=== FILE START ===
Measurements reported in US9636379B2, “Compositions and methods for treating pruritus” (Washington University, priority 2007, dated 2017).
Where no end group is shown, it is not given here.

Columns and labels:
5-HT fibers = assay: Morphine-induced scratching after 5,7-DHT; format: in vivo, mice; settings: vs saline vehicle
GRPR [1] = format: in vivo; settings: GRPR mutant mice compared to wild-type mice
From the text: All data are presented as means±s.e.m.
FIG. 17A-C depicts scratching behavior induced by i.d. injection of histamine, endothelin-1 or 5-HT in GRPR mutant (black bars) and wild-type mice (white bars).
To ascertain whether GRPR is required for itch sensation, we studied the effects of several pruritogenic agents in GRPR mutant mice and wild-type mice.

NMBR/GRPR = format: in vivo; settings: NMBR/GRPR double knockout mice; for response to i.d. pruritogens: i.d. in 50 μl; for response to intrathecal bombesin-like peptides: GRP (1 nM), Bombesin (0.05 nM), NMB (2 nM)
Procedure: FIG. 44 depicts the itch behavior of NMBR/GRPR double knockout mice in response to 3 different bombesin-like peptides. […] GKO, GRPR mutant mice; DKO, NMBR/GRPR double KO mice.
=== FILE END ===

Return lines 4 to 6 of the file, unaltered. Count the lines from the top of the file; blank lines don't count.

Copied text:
5-HT fibers = assay: Morphine-induced scratching after 5,7-DHT; format: in vivo, mice; settings: vs saline vehicle
GRPR [1] = format: in vivo; settings: GRPR mutant mice compared to wild-type mice
From the text: All data are presented as means±s.e.m.